University of Vermont Extension 
Department of Plant and Soil Science

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GROWING ORCHIDS 101

 
Dr. Leonard Perry, Extension Professor
University of Vermont
 
 
Orchids are no more difficult to grow than most other houseplants when their particular growth requirements are met. This is the key to success— make sure that you choose species adapted to your indoor growing conditions.  Or, simply buy an orchid already in bloom to just enjoy now.  With proper care, you can get several weeks of bloom from most orchids.

The beginning grower should consider starting with established plants which should bloom within a year. Seedlings are less expensive but may take up to five years to flower. Natural species may be grown, but the hybrids are often more vigorous and less demanding in their cultural requirements.

Although there are more than 25,000 species growing in climates ranging from the arctic tundra to the tropical rain forest, the orchids most often cultivated are species from tropical climates. They are commonly grouped by cool, intermediate, and warm temperature requirements based on the plants' optimum night requirements (45 to 50 degrees F, 55 to 65 degrees F, and above 65 degrees F, respectively). For warm homes, consider the Dendrobium, moth orchid (Phalaenopsis), or Vanda orchids.  The moth orchids grow under similar conditions to African violets, making them one of the best choices for growing indoors.

Some orchids may not bloom if the nighttime and daytime temperatures are the same. Consistently warm temperatures are good for vegetative growth, but may suppress flower development. A 10 to 15 degree reduction in the night temperature for two weeks in the fall or spring is needed to initiate flower development on these species.

Just because orchids may be tropical doesn’t necessarily mean they come from rain forests.  These species need much more humidity than found in most of our heated homes during winter.  Some that come from areas with seasonal dry periods, and so are good in homes with low humidity, include dendrobiums, oncidiums, and the corsage orchid (Cattleya).  Yet dry air may result in failure of flower buds to open and death of orchids in extreme cases. A relative humidity of 60 percent will alleviate the problem. Using a humidifier near plants, or placing them on a tray of pebbles, kept moist, will help most any orchid in dry indoors.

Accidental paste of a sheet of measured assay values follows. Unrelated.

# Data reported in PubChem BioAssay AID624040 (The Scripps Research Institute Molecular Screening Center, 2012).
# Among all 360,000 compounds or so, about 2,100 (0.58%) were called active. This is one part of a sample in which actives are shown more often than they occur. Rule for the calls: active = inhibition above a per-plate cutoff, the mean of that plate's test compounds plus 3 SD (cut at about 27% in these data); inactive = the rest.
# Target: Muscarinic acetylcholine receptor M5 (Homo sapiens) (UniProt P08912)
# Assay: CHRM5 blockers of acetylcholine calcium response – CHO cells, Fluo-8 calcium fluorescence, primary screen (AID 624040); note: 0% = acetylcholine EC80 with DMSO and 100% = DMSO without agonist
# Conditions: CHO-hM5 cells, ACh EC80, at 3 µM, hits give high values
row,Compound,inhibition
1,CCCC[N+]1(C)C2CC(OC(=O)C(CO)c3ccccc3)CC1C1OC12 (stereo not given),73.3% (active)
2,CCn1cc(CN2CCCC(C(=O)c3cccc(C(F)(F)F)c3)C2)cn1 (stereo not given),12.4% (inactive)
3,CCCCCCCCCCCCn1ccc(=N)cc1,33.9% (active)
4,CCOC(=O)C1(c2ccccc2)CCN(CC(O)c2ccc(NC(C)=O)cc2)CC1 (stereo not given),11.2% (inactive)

Light is often a factor limiting the growth and flowering of orchids. Most orchids require relatively high light intensities and should be grown in an east or south window. However, a few such as moth orchids will grow well under low intensity fluorescent lights. If there is too little light, the leaves become a deep, lush green. With too much light, the leaves turn yellow-green.  For proper flowering, the leaves should have only a slight yellow tint.

Orchids vary in their water requirements. Many tropical orchids are epiphytes, growing on the side of trees, and will not do well if their roots stay wet. Epiphytes should be grown in a very porous potting medium such as coarse bark or lava rock. Terrestrial types rooted in soil, such as one of my favorites with its attractive leaves-- the Jewel orchid (Ludisia)-- require a well-drained, finer textured growth medium. Nutrients must be provided in dilute concentrations when orchids are grown on inert media. Moderate air circulation is required for best growth.

Watering frequency depends on the medium in which they are potted. Most orchids cannot survive prolonged drought and should be watered often. However, some require a "dry season" of six to eight weeks to flower, during which watering is reduced but not stopped. This must occur immediately after maturation of the current season's growth.
 
Orchids are affected by many of the same pests and diseases as other houseplants. Insects such as mealybugs, scales, and aphids can be controlled with the proper insecticide—there are several natural-based ones as well as simple controls such as soapy water. Good cultural practices and the purchase of healthy plants will reduce the chance of disease, although most fungal and bacterial diseases may need control using commercially available products.

Specific orchid needs may be found on the plant label, from knowledgeable store personnel at full service garden stores, or from books and online.  Or visit the American Orchid Society website (www.aos.org) if you want to learn more, find local societies, discover resources, or to pursue growing orchids as a hobby.
   

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